Investigation of age-related changes in responsiveness of mirror neuron systems using fMRI
Parker, Shayna Marie
Master of Health Sciences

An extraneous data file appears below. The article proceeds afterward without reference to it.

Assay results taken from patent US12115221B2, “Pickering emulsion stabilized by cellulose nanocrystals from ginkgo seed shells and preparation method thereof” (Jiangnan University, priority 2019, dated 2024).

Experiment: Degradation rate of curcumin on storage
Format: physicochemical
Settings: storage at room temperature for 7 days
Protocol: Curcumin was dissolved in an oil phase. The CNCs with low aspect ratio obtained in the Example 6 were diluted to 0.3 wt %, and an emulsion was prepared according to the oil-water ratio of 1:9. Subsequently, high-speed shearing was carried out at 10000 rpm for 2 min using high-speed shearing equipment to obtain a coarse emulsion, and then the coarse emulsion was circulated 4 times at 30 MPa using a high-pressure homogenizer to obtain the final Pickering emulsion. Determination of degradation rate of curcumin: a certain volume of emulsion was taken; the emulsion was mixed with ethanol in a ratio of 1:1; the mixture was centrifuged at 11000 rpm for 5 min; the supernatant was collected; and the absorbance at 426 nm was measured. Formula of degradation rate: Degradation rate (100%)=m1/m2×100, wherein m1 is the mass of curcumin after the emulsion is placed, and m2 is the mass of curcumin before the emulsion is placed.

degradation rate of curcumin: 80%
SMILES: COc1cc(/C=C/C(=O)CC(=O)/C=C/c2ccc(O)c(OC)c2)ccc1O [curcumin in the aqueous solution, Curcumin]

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Observational learning, or the ability to learn a new skill by watching that same skill being performed by others, is one of the fundamental principles of motor learning. It is believed to be driven by a neural network known as the mirror neuron system (MNS), a group of brain regions that show a specialized response to both the observation and performance of motor activities. The MNS is traditionally thought to involve the inferior parietal lobule (IPL), ventral premotor cortex (vPMC), and inferior frontal gyrus (IFG), which are located in brain regions known to atrophy with age. It is not yet known if the responsiveness of the MNS declines or otherwise changes as a result of atrophy caused by natural aging. The current study used functional magnetic resonance imaging (fMRI) to observe the MNS in three increasing age groups with the purpose of determining whether there are any observable differences in MNS activity at different stages of aging. Methods: Thirty-two participants, in three age groups (Group 1 = 18-40 years, Group 2 = 41-60 years, Group 3 = 61-80 years), were given an observational learning task while undergoing fMRI. fMRI data were analysed using general linear models (GLMs) on an individual and group level. Groups were compared using a two-way repeated measures ANOVA and a cluster threshold estimation with 1000 permutations to determine minimum cluster size to avoid false positives. A cluster threshold of 300 was set to find areas representing the greatest differences in signal change between groups. Results: Group 2 showed significantly higher activation (percent signal change) than groups 1 and 3 in the IFG, precuneus, and insula, as well as lower activity in the putamen. Group 2 showed higher signal change than Group 1 in the IPL. Group 3 was higher than group 1 in the vPMC and postcentral gyrus. Discussion: The MNS does not appear to be immune to effects of aging. The changes in IPL and IGF with age, in combination with the observation of more widespread and bilateral brain regions suggest that older participants not only work the motor circuits harder, but also recruit more cognitive brain regions in order to complete the tasks at the same level of efficiency. Capitalizing on these cognitive compensatory networks may be beneficial in improving on video therapy techniques in the future.